IT Consulting – Cloud of confusion

The range of definitions offered to explain the concept of cloud computing can seem overwhelming. Wikipedia describes the cloud as ‘dynamically scalable and often virtualized resources provided as a service over the internet’ whereas the New York Times defines cloud computing simply as ‘a mushy term’.

Typically cloud computing is used as a nonspecific term to describe several styles of service delivered to end-users via the internet, which can be broken down into three main areas:

  • Multiple arrays or grids of computers on a network used to work on complex, data-intensive problems, allowing users to simultaneously harness the computational power of any number of PCs accessed via the internet (or cloud).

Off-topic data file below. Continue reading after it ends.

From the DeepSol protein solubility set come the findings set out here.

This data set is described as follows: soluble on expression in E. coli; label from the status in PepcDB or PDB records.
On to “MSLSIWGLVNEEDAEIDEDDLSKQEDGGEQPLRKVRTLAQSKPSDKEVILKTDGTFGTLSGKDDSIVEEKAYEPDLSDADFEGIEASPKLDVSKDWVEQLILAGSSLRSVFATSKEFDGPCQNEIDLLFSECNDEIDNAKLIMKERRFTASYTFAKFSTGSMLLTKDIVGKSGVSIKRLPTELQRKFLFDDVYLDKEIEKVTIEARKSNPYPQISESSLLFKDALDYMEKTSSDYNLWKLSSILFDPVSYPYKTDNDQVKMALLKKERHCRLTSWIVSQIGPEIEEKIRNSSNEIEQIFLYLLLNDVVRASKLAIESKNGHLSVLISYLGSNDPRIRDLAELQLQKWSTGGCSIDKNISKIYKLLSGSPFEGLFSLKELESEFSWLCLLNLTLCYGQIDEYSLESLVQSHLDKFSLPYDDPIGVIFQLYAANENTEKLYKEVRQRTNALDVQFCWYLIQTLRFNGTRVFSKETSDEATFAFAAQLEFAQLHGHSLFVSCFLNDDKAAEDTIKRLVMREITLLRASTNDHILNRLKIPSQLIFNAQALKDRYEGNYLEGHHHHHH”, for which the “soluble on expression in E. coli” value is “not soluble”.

• The infrastructure cloud is a logical development of grid computing whereby commercial organisations such Amazon Web Services offer customers pay as you go access to scalable remote storage and processing.
  • Finally, software as a service (SaaS) provides organisations with the opportunity to purchase access to a disparate range of applications, including CRMs such as and document creation tools such as Google Apps. Available online and accessed from a low-level machine anywhere in the world, the onus for maintaining licences, back-ups and disaster recovery is on the service provider.